One ride closer to getting my Eddington to 100

My training this month is about hills but I can’t lose sight of the need to keep the distance going. Many clubs put on ‘Reliability Rides’ this time of year, they are the first big rides of the year designed to make sure you bike and body are in shape after the winter months. Unlike sportives there is little support or route guidance, all riders need to be self sufficient, know the route, and expect little more than a cup of tea or coffee as a reward for finishing. I had planned 2 for this week, Malvern and Wyre Forest, as they covered a few big climbs, but adverse weather meant these were a no-go for me. On the Tour 21 ride there will be no choice, if it rains … it rains, if its windy … Its windy, however in training there is little benefit to riding in conditions that are unsuitable – you do not ride to the optimum, so you are not gaining anything, but have everthing to lose in the risk of accidents or pushing your body too far resulting in illness.

Even though training is important, there are other things that are important to me as well. On Friday I gave a blood donation, my 52nd to be more precise, but this one seemed a little more important than the others. The Tour 21 is happening to help those with Leukaemia, a blood Cancer. Whilst blood donations can be used when ever and where ever required (if you sign up for it you get a notification thelling you how it was used), it was another reminder telling me why I am training the way I am, and why I will be riding the stages of the Tour de France with the rest of the team to raise £1,000,000. This pint of Blood may be a priceless life saver that helps someone who has an accident or needs an operation, so it was certainly worth taking time out of my training schedule to make a donation. (to give blood please call 0300 123 23 23)

With Zwift and a few tweaks to my schedule I was able to keep training and fit in all the rides I needed to do this week. The weather was better on Monday, so I used the Sunday as my rest day and rode the Malvern route on the Monday instead. On Wednesday I did the same double hill route as I did last week, although this time I did the ‘New Route’ first followed by the ‘Old Route’, with an extra climb in the middle. It’s good to mix up my rides a little, not only do repetive routes become boring, but you are likely to cruise around rather than put the effort needed to prepare properly.

Saturday was the Club monthly 100 miler, so an ideal chance to get in a distance ride. A cold windy day made the ride uncomfortable for Adam, James, Kate, Mike, young Dan and myself, and we were a little slower than we would have liked. At lunch we met up with the other V-Sprint groups riding 100k and 120k routes. The Cowshed at Wootton Wawen is a popular stopping point for cyclists, a good variety of warm food for those long winter rides. It can get a bit busy, as it was on Saturday, so you sometimes have to wait a little longer than you would like, but it is popular because the meals are good, and on a 100 mile ride it is important to refuel properly. At the end of the ride I was surprised by my Grandson Finley who was waiting at the Ewe and Lamb with Andy and my daughter Lisa. When we arrived at the Ewe and Lamb we had only managed 99.4 miles. As Finley looked out of the window for us, he told Lisa and Andy we were coming, looked again and we had ridden straight past which must have been a dissapointment for him, but we were not going to spend all day in a cold wind for the ride not to count as 100 miles, A third of a mile down the road though we turned around, having made sure we would hit out 100 mile target. Finley didn’t have to wait long to say hello, and it was a nice for me to be welcomed home with a hug from him.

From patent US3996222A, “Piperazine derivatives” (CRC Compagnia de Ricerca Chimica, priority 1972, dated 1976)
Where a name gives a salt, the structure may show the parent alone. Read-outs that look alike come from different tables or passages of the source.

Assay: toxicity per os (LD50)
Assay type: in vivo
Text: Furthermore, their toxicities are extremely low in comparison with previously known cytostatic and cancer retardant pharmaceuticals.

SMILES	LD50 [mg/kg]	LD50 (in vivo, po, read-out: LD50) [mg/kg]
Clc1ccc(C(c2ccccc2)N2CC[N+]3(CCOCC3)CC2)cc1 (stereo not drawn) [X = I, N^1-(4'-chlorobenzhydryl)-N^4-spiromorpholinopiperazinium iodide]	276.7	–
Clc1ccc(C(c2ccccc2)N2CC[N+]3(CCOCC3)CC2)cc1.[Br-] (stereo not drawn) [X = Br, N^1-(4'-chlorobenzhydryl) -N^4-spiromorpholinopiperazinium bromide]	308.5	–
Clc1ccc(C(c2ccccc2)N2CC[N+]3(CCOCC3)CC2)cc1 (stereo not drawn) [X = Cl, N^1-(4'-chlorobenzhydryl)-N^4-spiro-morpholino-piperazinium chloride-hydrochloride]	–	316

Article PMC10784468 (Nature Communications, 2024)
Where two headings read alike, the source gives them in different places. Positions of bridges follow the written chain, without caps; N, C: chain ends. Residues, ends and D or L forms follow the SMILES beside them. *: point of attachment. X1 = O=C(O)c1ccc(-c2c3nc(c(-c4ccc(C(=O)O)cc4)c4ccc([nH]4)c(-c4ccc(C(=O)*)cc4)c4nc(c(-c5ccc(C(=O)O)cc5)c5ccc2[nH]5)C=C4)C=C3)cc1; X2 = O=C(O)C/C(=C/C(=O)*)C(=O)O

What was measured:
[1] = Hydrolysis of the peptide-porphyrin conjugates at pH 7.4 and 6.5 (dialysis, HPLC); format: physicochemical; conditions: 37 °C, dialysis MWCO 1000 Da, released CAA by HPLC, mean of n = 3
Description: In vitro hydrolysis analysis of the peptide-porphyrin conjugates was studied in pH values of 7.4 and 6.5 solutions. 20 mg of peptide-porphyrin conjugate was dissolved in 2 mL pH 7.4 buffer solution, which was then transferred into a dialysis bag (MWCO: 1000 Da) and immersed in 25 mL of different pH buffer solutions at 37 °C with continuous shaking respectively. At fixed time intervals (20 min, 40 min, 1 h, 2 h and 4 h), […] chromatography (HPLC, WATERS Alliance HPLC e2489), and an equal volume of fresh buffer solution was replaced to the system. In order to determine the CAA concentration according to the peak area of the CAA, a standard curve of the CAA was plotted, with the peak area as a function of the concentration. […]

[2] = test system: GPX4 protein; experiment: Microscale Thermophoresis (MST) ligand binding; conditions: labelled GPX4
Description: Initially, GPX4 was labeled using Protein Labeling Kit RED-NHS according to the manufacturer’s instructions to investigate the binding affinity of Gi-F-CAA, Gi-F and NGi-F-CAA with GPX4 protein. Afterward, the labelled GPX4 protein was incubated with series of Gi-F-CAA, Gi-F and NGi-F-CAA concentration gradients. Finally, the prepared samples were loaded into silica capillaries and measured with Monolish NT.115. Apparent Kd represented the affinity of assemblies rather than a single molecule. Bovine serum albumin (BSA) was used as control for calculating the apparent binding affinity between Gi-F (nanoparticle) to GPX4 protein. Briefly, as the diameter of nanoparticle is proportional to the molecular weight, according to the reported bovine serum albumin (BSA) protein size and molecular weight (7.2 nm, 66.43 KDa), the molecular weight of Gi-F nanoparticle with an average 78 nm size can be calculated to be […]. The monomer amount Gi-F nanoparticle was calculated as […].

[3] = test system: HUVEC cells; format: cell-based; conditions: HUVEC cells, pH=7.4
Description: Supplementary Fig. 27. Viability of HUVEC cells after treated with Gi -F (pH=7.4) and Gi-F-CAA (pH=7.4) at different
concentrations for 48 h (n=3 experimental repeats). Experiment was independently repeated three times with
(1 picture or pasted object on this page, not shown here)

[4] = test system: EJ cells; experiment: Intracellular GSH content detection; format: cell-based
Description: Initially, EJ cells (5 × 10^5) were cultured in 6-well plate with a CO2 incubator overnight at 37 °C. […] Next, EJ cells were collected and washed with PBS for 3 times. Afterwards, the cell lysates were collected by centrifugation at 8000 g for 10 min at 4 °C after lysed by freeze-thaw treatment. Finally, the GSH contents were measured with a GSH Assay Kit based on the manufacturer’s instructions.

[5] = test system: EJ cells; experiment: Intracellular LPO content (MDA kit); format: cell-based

I intend by the end of this year to get my Eddington Score to 100. Your Eddington score determines how many rides of a certain distance you have completed, ride 1 mile once and your score is 1, ride 10 miles 10 times and your score is 10, and so on. My Eddington score currently stands at 83 having ridden 83 miles on 83 seperate occassions. But that does not mean I only need to ride 17 more 100 mile rides to reach an Eddington of 100. I need to ride 41 more 100’s, having only riden 59 so far. The worst thing about Eddington rides is not reaching your target, if you only manage 95 miles then this ride cannot ever be counted towards your 100 mile Eddington count only your 95 mile count, thats why we were so keen to ride that extra 0.6 of a mile.

14 of the tour stages are longer than 100 miles, with a couple that are so close that the ride to or from the hotel will make sure I ride the miles needed. and with 10 monthly 100’s this year that should get me to 75, Hopefully a few long training rides and a trip to Mallorca in April and I will reach my target. Like the squares I talked about a few weeks ago, The Eddington score serves as both a good motivator and a good monitor of your performance, you can even look at scores for just this year – my score so far this year is 23 (23 rides of 23 miles or more), which considering we are only 45 days in to the year, that is quite good. I feel my training is going well, despite the weather we have had recently I have managed to get out and ride, either on, my own or with friends.

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